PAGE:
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History of the World: Famous Fires

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If you're a good sleuth—I mean, if you could really give Sherlock Holmes or Nancy Drew a run for their money—then you might have noticed that the _floss has a book coming out at the end of the month. That means we have roughly 400 pages jam-packed with fascinating flossiness to share with you. It comes out October 28, so between now and then, we thought we'd feature some of our favorite bits. I've been through it three or four times now and I find something new and interesting every time—hopefully you'll agree!

Rome

romeDuring the night of July 18, 64 CE, a fire broke out in the shops near the Circus Maximus, the city's mammoth stadium. It spread quickly and lasted more than a week, destroying more than 70 percent of Rome. Who was the culprit? Romans had their eyes on Nero, who made no bones about wanting a new palace in the center of the city. The Senate held him off because they didn't want to tear down perfectly good buildings just to make his (not-so) humble abode, so obviously citizens assumed Nero took things into his own hands. It was even said that Nero's thugs stopped people who tried to put the fire out. But, truth be told, Nero wasn't even in town. When he heard, he rushed back to Rome and did what he could to help. But Romans weren't convinced of his innocence, so he pointed the finger at Christians and had hundreds executed horribly and painfully. In reality, the fire probably did start by accident, although some historians still blame Nero and some think the more zealous Christians could have actually started it by trying to fulfill Biblical prophecies.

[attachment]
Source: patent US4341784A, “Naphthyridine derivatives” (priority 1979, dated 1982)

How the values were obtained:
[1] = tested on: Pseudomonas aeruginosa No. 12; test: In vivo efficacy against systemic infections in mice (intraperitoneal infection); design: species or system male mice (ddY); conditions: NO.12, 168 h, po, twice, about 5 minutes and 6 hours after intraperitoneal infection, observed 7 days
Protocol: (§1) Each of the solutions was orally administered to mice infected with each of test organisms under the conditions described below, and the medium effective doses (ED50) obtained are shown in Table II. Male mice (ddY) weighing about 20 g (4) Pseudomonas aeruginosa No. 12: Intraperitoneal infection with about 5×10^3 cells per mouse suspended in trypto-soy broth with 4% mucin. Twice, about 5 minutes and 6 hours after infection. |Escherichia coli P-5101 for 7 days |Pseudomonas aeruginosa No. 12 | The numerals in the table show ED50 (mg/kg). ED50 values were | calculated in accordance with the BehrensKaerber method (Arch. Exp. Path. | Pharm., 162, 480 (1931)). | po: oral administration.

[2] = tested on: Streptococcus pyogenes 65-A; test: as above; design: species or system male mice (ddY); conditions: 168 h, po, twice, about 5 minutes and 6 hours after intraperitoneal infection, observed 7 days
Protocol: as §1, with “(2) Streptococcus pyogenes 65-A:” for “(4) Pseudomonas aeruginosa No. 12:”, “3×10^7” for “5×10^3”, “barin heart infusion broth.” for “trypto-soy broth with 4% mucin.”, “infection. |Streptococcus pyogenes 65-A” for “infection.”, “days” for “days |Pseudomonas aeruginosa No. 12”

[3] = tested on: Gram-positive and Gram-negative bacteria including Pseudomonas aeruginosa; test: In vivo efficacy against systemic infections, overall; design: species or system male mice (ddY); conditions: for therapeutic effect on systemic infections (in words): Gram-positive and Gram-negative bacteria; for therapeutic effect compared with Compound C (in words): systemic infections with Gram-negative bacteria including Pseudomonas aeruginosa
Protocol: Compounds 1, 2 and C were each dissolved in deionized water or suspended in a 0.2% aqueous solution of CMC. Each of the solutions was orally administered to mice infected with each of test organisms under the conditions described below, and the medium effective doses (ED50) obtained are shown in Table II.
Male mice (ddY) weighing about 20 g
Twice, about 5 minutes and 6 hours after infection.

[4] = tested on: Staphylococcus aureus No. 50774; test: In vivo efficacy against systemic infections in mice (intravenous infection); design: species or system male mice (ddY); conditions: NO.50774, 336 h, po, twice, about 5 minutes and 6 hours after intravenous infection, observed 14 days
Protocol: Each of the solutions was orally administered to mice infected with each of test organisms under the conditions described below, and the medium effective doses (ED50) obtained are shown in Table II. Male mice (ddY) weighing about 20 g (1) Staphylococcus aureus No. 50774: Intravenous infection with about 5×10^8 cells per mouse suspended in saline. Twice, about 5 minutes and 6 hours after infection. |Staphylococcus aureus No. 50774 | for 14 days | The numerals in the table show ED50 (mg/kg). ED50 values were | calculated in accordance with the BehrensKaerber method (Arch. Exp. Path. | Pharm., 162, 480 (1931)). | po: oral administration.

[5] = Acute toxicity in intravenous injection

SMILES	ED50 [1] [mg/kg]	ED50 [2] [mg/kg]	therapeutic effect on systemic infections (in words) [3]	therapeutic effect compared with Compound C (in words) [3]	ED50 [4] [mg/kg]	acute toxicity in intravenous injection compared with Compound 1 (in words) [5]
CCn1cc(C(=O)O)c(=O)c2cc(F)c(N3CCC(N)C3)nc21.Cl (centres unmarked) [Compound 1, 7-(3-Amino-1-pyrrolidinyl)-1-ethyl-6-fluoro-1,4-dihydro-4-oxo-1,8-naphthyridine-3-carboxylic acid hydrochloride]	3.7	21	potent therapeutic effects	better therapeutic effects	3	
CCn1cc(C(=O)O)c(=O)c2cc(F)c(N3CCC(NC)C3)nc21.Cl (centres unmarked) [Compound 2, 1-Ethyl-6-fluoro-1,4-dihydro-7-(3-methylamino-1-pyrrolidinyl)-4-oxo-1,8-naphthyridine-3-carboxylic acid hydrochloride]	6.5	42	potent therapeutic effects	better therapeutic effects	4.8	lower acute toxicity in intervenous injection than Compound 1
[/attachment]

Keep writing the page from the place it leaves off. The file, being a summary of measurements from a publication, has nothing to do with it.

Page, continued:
The Globe Theater

globe